Tim Parks writes in about Trailguru, a GPS route sharing site with an innovative approach to scalable viewing in Google Earth. It’s another post that practically writes itself:
I thought I would write and let you know about an internet project I am working on called Trailguru to make discovering and sharing route information easier by blending Google Earth, Google Maps, Wiki, and GPS technology. First off, TrailGuru enables you to visualize your exploits in Google Earth / Google Maps. For an example, have a look at a track I captured on a trek I did in Ladakh in Northern India.
By sharing your track, Trailguru also integrates it into the trail maps on the site that are accessible from Google Maps or Google Earth. For example, you can add trail maps to Google Maps by adding our mapplet.
Finally, the end goal of TrailGuru is to share route information and you can also create and share a routes from the captured trails on the site that can be downloaded to a GPS by other users. No more wandering around looking for trailheads.
For example, here is a route for a summit hike in Andalucia in Spain.
We are just over a year into the project but already have mapped over 600,000km of trails on the site across a wide variety of activities (hiking, mountain biking, road biking, mountaineering, etc.).
I had a look at Trailguru, and noticed that the Google Earth link does not lead to a series of vector-based routes delivered via a network link, as you might expect, but instead to rasterized bitmaps of the routes in dynamic overlays. I asked Tim why he chose to go that route (so to speak:-):
I chose to use graphic overlays instead of KML overlays because of scale and speed. I actually started out with KML overlays but the computational effort on the servers once you have a non-trival number of trails in the database became huge. The sheer quantity of KML also started to be an issue — for a heavily mapped section (like San Francisco which has many submissions) the resulting KML was over 10M large which 1) took a long time to download and 2) I estimated that it took 100M of memory in Google Earth to store when decoded. This resulted in sluggish performance in Google Earth. There are some workaround hacks like lowering the level of detail at higher zoom levels but in the end, even these weren’t going to enable us to scale in heavily mapped areas.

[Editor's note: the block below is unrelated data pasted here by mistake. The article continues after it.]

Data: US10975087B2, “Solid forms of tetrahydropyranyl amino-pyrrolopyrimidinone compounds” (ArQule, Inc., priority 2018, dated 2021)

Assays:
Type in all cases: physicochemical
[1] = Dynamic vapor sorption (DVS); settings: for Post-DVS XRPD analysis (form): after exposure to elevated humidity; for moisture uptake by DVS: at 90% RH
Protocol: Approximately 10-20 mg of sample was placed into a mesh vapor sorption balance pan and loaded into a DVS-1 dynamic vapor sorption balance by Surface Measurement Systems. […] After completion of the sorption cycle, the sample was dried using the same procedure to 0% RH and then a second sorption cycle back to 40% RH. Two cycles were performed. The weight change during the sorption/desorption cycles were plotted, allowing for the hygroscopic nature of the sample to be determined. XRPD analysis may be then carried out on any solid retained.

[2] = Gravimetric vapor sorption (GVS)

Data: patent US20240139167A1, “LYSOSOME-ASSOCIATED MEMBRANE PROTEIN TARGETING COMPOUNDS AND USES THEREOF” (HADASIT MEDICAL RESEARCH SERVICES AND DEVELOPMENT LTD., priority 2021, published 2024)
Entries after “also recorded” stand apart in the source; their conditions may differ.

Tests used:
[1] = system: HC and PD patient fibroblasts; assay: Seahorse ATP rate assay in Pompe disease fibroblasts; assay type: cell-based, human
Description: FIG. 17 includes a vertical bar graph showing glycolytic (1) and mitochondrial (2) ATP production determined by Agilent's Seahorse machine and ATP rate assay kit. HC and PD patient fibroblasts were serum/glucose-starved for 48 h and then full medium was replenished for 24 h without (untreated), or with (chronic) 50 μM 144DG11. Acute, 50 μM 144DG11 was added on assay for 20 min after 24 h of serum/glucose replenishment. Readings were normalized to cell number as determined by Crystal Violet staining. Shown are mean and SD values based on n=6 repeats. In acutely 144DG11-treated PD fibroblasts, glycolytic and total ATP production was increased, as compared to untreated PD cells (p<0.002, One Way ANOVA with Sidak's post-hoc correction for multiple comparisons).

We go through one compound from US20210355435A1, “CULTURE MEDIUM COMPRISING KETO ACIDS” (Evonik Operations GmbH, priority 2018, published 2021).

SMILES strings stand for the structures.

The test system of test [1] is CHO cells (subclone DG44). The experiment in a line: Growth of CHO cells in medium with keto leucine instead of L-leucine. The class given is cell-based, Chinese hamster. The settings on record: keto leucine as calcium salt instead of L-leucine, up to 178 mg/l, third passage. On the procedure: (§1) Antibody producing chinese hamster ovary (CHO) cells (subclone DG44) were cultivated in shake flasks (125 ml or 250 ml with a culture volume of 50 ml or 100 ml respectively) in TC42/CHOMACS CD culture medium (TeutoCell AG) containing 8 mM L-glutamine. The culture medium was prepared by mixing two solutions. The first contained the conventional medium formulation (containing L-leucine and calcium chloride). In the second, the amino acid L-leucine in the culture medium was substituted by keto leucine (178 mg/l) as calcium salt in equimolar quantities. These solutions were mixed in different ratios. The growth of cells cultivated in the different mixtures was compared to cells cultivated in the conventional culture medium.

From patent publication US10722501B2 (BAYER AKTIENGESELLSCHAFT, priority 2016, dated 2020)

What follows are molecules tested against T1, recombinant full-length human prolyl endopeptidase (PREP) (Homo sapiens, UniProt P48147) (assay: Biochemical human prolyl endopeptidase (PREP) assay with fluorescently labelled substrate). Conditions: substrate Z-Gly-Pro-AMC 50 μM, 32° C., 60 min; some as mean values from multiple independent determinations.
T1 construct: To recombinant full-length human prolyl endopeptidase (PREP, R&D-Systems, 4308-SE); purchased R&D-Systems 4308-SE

So I have switched to tile overlays using the same algorithm that Google Maps uses. The downside to this approach is, of course, that you could have to compute 4^Z (where z is the zoom level if you are familiar with that concept — a typical town level view is at zoom level 12 and street level is at zoom level 15 roughly) tiles. Fortunately, in practice, trail submissions tend to clump together and the number of non-empty tiles is about 5% of that and all that computation is invisible to the user. This method scales incredibly well (0 database lookups to find the correct tile set and then just HTTP image downloads).
Trailguru joins a growing field of route sharing sites, but it is interesting to see how they are each finding their niche, both in terms of specialization (running, biking, trekking, with/without photo support) and in terms of their technical underpinnings — in Trailguru’s case, a wiki-esque motif and a tiling solution for mapping output. (If you want to check out the competition, there is Everytrail, Bikemap.de, walk.jog.run, Wikiloc, Tagzania and Crankfire. Am I missing any?)